I’ve always tried to make a point to work side by side with my girls when I’m working on anything creative. They are very used to sitting next to me as I paint or draw or glue or slice into paper with a knife. When E was younger she’d often stop what she was working on to watch me. Sometimes she’d pout and complain that the work she was producing wasn’t as “good” as what I was doing. We’ve had countless conversations about what art is, about the process, about the experimental side of it. She’s like me – she can see something in her mind and will work tirelessly to get that image out of her head and onto the table. Over time we’ve both mellowed out and we let things happen in ways that are both unplanned and exciting. I sometimes ask her about her ideas; I never ask her what she’s drawing specifically. I want both girls to know that you can sit down at an easel anytime you wish and just paint. No agenda, no score.
I’m pretty quiet as I work – although I love that time to talk to the girls as well. It’s a different kind of talk when you are immersed and fully concentrating on something that only you can see. Sometimes the best conversations happen then. I never like to be asked about a project that I’m working on. If I’m asked what I’m making – “what is it?” – I just shrug. It doesn’t have a name – it’s about the process, and I’ll think about it – and often write about it – later. But not while I’m working. Never then.
F got some of her “own” art supplies for her birthday, and since her sister is out of town this week, and her sister’s room is cleared out for the project we’re working on in her absence, we set up shop in there. She happily experimented with her new watercolors, and the way she could change the shape of the paintbrush bristles. And then – out of the blue – she said she wanted to paint her party. She had tried out the entire palette and the paper was covered with a rainbow of colors and shapes. But that didn’t seem to satisfy her. I could tell she was working on something more. It was the first time that I remember sitting down with her and watching her process. She was focused, and determined to get her ideas out on paper.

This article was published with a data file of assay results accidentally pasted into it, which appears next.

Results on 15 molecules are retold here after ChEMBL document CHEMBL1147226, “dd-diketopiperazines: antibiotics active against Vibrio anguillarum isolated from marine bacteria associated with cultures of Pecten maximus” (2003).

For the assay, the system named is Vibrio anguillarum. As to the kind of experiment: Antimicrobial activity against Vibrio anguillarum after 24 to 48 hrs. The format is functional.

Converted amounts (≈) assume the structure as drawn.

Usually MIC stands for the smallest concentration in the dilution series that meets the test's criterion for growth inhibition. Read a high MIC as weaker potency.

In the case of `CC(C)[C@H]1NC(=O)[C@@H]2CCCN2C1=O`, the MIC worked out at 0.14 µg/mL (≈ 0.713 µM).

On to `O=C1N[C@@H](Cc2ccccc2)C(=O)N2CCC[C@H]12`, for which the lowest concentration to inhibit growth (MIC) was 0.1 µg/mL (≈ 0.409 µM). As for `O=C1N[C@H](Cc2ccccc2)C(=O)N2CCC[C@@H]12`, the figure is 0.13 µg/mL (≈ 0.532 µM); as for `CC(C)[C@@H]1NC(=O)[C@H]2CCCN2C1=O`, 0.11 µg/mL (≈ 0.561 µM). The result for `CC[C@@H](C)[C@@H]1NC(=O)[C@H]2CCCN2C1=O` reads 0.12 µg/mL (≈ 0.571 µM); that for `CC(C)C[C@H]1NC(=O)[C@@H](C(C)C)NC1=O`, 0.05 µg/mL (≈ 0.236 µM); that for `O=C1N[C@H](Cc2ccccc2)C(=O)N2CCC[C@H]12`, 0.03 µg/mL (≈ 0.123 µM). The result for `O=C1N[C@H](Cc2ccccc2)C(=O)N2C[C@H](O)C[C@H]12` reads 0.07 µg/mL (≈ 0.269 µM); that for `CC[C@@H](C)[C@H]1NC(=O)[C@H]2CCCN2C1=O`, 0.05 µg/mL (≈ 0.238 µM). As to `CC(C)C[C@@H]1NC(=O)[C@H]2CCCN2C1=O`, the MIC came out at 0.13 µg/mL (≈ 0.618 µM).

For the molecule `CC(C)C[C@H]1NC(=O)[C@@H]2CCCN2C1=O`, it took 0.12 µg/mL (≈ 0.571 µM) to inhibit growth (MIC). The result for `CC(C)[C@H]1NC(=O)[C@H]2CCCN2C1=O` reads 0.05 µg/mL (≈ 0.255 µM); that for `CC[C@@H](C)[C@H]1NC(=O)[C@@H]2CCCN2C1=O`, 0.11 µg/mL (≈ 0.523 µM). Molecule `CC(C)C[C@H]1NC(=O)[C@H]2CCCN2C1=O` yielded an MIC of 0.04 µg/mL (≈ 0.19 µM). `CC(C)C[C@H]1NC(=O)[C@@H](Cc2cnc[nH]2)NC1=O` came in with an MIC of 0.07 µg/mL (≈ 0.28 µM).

“I want balloons,” she said. “These aren’t balloons. I want a new sheet.”
I helped her replace the paper, and as I did we talked about balloons. I asked her what shape she thought of when she thought of her balloons and she yelled “circles!”. I could see the wheels turning.
“They go very high in the air,” she continued. I asked her how she keeps them from blowing away and she answered enthusiastically with “a string!”.
“Then start there – with a circle and a string.”
I was sitting a distance away, leaning against the wall, and I picked up my camera again. She was deep in concentration, completely ignoring me.
I came around to watch her, just as she finished a red circle. She dipped her brush back into the red paint and made a line from top to bottom. Her whole body wriggled in delight as she turned to me. A cross between a laugh and a scream came out of her mouth. She had made a balloon. She had translated the thing she was thinking about in her mind to the paper and it completely delighted her.
Bubbling over with giggles now, she dipped her brush back into the water and moved to aqua. Another balloon emerged.
Orange and black, and then even purple that she created by swirling the blue of the string into the still wet red of the balloon. “I made purple,” she breathed, and then giggled and screamed some more. She filled that empty ledge with paintings of balloons. I leaned back against the wall and watched her work.